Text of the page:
“Eating healthy is expensive.” That’s the excuse for inaction towards one’s dietary and metabolic health we hear all the time. It’s especially oft claimed against a carnivore diet; “meat is expensive.” What is really expensive though are junk habits and unnecessary medical costs, not to mention supplements and prescriptions.
Will you pay more on at the grocery store on a carnivore, or even paleo, diet? Absolutely. However, we must remember that food is medicine. So the total cost of our dietary consumables not only includes grocery expenses, but dining out, alcohol, and coffee. On top of that we must also include out-of-pocket medical expenses; be they for prescriptions, supplements, or other illnesses and injuries.
As an aside I’d argue as well that the bioavailability (how much of given nutrient is actually absorbed from your gut to your blood) is much higher when consuming animal products compared to plant products and certainly compared to the Standard American Diet (SAD). But, that is not the point I’m getting at here.
In my first 30 day test of the carnivore diet I logged my all my food related costs. This is important, not just groceries, but all food, drink, snacks, etc… My paleo / keto food costs (conventionally grown) with supplements and eating out was $85 / week. Switching to carnivore I stopped eating out, didn’t have craving so I didn’t need cheat meals, and didn’t need any supplements (though I did look into this in the future), my cost was $66 / week!
This brings us to the grass fed vs. grain fed argument. I am adamant about advocating for regenerative agriculture and grass fed / free range animal products, so let’s look at my current carnivore grocery budget:
In-Store Total: $48 / week; $192 / month
- Eggs $4 (Free Range Ingles)
- Sardines $4 (Wild Caught Walmart)
- Spring Water $5 (Publix)
- Ground Beef $35 (GF Walmart)
Online Total: $27.5 / week; $110 / month
- Kidney $7 (White Oak)
- Liver $8 (White Oak)
- Suet $5 (White Oak)
- Chuck Roast / Brisket $7.5 (White Oak)
Grand Total: $292 / month
The average American in Atlanta spends $300 / month ( r) on groceries. That’s per household so we’ll take $75 / person / month. However, as I mentioned earlier this isn’t the only cost we have to consider. Americans also spend an average of $800 — $1,100 / year in out of pocket medical expenses ($158 / month) and $490 /month in insurance premiums here in Georgia ( r, r).
The supplement industry is worth $32B ( r) and per capita Americans spend a little over $70 / year ($6 / month) on non-prescription vitamins. I’m not sure how this figure was calculated since even a basic whey protein costs about $1 / serving. At 1 serving / day (mild by all measures), that’s $30 / month.
Next, Americans spend about 1% of their gross income on alcohol and as much as $92 / month on coffee ( r, r). For the alcohol that’s about $40 / month if you make $50K / year. I’m not sure who is dropping almost $100 / month on coffee, but let’s say you’re only stopping by Starbucks on your way to work M-F and not getting anything fancy ($2 / day, $10 / week, $40 / month).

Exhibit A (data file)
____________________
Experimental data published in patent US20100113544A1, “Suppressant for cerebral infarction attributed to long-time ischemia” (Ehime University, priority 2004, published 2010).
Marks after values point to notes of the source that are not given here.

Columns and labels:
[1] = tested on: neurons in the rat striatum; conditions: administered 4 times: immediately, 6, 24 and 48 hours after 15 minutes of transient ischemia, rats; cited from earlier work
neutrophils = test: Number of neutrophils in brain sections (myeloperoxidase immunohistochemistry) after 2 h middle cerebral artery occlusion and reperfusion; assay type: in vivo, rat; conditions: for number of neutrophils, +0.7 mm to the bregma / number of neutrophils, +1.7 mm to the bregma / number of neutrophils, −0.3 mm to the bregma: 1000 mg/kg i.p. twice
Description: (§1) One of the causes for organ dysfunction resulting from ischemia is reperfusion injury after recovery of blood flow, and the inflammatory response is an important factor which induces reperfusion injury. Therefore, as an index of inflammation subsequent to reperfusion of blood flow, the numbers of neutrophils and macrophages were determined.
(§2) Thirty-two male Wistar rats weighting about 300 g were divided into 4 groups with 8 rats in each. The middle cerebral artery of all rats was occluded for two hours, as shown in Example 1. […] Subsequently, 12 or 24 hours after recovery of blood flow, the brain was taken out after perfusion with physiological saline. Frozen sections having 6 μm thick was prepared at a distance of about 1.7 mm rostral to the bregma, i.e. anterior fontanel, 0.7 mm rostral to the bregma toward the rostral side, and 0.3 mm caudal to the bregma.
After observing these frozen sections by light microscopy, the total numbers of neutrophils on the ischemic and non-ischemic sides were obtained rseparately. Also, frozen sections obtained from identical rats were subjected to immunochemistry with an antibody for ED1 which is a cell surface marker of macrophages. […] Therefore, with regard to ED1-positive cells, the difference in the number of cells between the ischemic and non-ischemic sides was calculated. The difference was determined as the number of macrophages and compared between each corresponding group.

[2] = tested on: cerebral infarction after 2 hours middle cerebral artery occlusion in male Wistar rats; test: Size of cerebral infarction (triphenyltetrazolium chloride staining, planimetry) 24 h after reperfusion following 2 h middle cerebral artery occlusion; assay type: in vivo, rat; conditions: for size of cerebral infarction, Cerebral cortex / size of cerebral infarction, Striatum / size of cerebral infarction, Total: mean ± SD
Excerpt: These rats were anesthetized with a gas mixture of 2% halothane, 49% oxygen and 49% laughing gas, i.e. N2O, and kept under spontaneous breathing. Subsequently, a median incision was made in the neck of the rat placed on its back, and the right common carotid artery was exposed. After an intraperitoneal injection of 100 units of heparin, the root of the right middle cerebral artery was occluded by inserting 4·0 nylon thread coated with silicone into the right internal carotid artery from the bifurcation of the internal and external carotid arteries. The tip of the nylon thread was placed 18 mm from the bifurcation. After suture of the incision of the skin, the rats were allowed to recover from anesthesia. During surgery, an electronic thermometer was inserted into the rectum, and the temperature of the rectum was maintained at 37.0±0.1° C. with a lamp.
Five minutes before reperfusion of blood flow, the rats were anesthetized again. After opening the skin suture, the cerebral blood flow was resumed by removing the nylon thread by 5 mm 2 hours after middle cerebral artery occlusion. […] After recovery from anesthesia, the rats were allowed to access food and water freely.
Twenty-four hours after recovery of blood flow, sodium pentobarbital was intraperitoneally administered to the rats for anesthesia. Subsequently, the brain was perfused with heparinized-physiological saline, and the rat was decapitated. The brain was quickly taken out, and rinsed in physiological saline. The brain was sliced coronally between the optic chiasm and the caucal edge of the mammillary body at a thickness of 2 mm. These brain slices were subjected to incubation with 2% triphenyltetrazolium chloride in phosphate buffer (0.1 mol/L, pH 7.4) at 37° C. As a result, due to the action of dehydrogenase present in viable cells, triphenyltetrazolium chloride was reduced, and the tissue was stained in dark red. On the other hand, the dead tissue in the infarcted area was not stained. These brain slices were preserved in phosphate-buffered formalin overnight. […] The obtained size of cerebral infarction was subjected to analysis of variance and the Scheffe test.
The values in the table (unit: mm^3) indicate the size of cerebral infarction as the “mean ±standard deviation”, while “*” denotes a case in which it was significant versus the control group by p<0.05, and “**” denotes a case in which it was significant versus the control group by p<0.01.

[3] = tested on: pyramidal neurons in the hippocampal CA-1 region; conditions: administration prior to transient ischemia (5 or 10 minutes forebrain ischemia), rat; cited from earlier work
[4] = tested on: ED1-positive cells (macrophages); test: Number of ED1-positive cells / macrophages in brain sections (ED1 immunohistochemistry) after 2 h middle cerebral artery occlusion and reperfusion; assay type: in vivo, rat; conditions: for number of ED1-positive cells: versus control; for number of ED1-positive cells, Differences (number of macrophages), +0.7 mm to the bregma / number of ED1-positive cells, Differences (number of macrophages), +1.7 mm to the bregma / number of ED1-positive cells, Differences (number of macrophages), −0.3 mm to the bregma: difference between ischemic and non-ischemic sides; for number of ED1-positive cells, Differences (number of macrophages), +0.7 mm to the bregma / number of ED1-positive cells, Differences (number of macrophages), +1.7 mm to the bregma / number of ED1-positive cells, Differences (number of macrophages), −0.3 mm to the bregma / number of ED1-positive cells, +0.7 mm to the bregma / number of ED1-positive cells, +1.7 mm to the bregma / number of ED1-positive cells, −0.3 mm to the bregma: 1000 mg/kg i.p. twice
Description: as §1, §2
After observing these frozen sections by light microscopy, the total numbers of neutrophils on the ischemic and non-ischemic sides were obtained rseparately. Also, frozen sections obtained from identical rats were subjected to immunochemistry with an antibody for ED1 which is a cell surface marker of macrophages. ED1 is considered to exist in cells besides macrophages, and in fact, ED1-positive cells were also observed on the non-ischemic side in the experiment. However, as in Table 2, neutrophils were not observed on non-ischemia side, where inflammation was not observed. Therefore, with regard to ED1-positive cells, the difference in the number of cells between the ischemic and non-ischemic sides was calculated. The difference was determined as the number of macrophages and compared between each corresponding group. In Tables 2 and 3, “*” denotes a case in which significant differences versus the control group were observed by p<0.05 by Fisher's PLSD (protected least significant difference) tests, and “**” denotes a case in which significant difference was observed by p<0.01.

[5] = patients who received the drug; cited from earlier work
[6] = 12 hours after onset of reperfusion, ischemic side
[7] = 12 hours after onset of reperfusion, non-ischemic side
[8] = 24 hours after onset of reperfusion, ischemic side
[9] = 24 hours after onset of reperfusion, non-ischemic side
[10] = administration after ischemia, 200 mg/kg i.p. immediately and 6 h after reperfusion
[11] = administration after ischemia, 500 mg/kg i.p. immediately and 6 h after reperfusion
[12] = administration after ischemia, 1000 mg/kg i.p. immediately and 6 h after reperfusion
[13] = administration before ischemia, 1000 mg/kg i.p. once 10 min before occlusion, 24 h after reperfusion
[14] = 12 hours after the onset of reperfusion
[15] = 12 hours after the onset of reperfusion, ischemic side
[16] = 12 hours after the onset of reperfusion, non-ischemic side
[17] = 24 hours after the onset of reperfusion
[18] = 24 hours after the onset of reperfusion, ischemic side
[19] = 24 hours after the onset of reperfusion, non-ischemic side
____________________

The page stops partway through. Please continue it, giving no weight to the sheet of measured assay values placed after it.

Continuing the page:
Let’s look at those numbers again. We’ll assume that in both cases dinning out goes under a different budget line, like entertainment:
* NTTC = nose-to-tail carnivore
If you’re going to be quick to say a carnivore diet will have nutrient deficiencies, then I’ll simply remind you that that has been debunked many times other places, including on this blog. As far as “supplementation” goes, I do drink spring water and use Redmond Real Salt. Both are already included in my grocery budget. I do drink coffee as well, but always brewed at home. Again, included in my grocery cost or would be a marginal addition.
Next, let’s give people the benefit of the doubt. Maybe you really don’t drink alcohol or coffee, only take a multivitamin, and take extra precautions to avoid unnecessary illness and injury:
I’ll assume that those health care costs include the long term consequences of a SAD, but we haven’t even touched on the long term lifestyle costs (immobility, degenerative brain disease, depression, anxiety, etc…)( r. r)! As far as my personal out-of-pocket health care costs, I guess I buy toothpaste and deodorant; and pay more for paraben and phtalate free personal care products. Though, $400 / month is a helluva lot of laundry detergent!
Again, this is not a post about the ecological impact of food consumption; though I’ll happily direct people to research regenerative agriculture, effects of monocropping, the ecological cost of shipping avocados from Mexico (plus celebrities flying private jets and the ecological impact of the pharmaceutical industry); and do some critical thinking about alleged “blue zones.” ( r, r, r, r). Obviously if you’re not eating meat for religious or spiritual reasons, that’s entirely up to you.
What would you do with an extra $180 / month? Buy a car? Invest in your future? Invest in your health? What if “investing in your health AND longevity” is what got you that extra $180 / month? Can you even imagine how much different your life would be if you were lighter, stronger, more mentally apt, increasing your longevity, and at a dramatically decreased risk for virtually all disease — all while saving money?!
Our current culture tells us that we have to spend money to fix things. Hopefully this post is a testament against that. I wrote a post earlier about how a top-down approach to healthcare isn’t going to work because of inseparable ties to the pharmaceutical and government subsidies of the agricultural industries.
I want to hammer home the point: Imagine how your life would change forever and neigh-irreversibly so if you ditched your SAD, dramatically improved your mental and physical health and longevity, then, say, used that $180 to join a jiu jtsu gym! (I’ll proudly admit my bias here :D).
Until next time. Fly Free and stay radical!